• Even if you are not an “outside” person, spend time in nature. Give yourself 5-10 minutes outside each day regardless of the weather, and build in the opportunity to commune with nature when you have time off: rest on a beach, hike in the mountains, lie in a grassy field, sit in a swing and read or nap in a hammock.
  • Guard your entertainment exposure. Highly sensitive people should be aware that watching violent or highly emotional tv shows or movies can impact their energy; they don’t have to be with someone or even be exposed to a non-fictional situation to be impacted; emotional stress is emotional stress whether fictional or non-fictional.
  • Take digital breaks. Online exposure drains everyone more than we actively realize; this is even more important for empaths.
  • Set appropriate limits and boundaries. If you are an empath, please take GILD Coaching’s Boundaries Assessment to check the health of yours. Without healthy boundaries, your health in other areas will suffer.
  • Schedule time in after activities for your recuperation. This is especially important if you’ve been in public with other people. Give yourself a little “padding” in your schedule to allow a bit of rebound time.
  • When you start feeling something negative, take a moment to ask yourself if what you are feeling is actually something that belongs to you, or if you have picked it up from someone else. If you realize it belongs to someone else, it’s easier to release it.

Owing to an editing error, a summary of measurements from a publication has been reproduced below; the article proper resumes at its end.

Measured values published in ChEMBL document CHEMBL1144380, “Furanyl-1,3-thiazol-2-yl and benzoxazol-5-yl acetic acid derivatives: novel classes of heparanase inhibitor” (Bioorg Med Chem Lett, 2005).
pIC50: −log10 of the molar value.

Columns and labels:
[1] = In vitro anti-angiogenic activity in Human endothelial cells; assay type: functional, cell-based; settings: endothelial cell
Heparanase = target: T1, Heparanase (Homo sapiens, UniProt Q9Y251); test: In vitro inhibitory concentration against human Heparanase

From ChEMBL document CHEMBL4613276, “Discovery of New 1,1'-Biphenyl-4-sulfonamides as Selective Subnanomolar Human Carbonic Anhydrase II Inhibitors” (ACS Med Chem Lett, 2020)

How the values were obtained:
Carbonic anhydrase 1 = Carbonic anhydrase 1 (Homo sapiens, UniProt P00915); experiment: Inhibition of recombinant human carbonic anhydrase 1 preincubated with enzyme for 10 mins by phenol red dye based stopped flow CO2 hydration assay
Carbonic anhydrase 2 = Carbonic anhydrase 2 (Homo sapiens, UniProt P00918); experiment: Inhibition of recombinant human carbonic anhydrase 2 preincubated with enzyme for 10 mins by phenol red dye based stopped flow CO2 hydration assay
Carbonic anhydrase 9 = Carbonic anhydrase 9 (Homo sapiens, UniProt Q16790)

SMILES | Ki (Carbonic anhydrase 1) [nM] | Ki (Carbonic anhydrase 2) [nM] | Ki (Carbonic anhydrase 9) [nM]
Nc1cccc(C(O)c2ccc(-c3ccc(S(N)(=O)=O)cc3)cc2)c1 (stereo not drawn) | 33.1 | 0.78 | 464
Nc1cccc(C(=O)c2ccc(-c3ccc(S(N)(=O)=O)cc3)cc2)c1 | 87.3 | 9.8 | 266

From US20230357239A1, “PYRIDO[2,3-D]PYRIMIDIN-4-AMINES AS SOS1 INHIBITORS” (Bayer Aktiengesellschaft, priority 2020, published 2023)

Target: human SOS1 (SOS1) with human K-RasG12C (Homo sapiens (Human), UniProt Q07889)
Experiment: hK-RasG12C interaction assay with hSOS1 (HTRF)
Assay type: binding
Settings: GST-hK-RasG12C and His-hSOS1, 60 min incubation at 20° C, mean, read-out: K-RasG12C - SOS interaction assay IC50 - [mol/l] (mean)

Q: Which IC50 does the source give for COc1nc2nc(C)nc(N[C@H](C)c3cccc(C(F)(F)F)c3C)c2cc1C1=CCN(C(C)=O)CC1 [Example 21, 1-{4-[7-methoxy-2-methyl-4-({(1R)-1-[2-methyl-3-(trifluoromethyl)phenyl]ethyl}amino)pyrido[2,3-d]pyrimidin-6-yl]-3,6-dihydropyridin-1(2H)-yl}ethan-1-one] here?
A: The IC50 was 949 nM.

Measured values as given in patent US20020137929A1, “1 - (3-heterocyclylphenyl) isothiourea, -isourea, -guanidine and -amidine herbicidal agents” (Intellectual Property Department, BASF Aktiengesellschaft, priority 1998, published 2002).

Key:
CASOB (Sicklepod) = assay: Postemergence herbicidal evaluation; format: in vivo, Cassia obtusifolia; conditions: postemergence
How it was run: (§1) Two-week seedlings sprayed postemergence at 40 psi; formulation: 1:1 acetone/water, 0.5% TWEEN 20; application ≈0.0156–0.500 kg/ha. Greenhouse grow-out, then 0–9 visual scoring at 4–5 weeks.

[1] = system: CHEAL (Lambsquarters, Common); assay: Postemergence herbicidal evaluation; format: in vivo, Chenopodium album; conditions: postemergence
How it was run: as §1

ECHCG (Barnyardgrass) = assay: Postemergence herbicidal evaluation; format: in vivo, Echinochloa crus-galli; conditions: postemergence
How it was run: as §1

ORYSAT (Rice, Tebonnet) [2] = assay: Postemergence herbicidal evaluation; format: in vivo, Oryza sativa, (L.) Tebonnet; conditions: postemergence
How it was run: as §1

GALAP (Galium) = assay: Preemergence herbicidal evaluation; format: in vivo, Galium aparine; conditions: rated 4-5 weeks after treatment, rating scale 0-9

• Take deep breaths. There are loads of reasons we should stop (often) for deep breaths. This is especially important when you hit an emotional snag or start feeling negativity. Use deep nostril breathing to help calm your nerves: in for 6-8 counts, hold for 2, and out for 6-8 counts. During this practice focus only on the counting and sensation of air flowing in and out of your nostrils, windpipe, and lungs. Repeat this as many times as you need to begin to feel peace, balance, and flow. Using breath as a re-centering tool will be one of your best friends in this journey.
  • Use visualization to assist in releasing unwanted tension when you realize you are holding onto things or have received things that did not originate with you. In this blog I discussed a toxic person who I have dismissed from my life. I visualized her holding me in a box, and then me breaking free from the box, leaving her holding the broken pieces. It helped me to disallow her from putting me back in that emotional box.
  • Get to know more about what being an empath means. I’ve included a few book recommendations below to get you started.
  • Find or create a support system of people who understand what you are going through from a firsthand standpoint: other empaths. Get a coach who can help you develop positive habits and become more in touch with who you are and how to customize your own survival plan, or find a therapist who specializes in guiding empaths.
  • Buy some Epsom salts and become friends with your bathtub. Those salts are good for you in many ways – and they’re even better when you add healing essential oils to the mix.  Here is a link to my favorite essential oil bath products.  I take at least one salt bath per day. Sometimes I take two!

As an empath who has been from the unhealthy to healthy end of the continuum, I seem to attract people who need guidance in this area, and it’s my honor to give it.

Here’s Some Free Support

If you’re an empath and would like to learn how to better use your gift and take care of yourself in the process, I’d love to talk with you.

Use this link to schedule a free session.  (Because some people have abused the “free” session, there may be a refundable scheduling fee to protect against no-shows!)

GILD also has a free online mastermind group. Click here to request membership.

Book Recommendations

For empaths & their companions: Empath’s Survival Guide

For companions of empaths: Nonviolent Communication

For empaths at or below the “Eager Helper” stage: The New CoDependency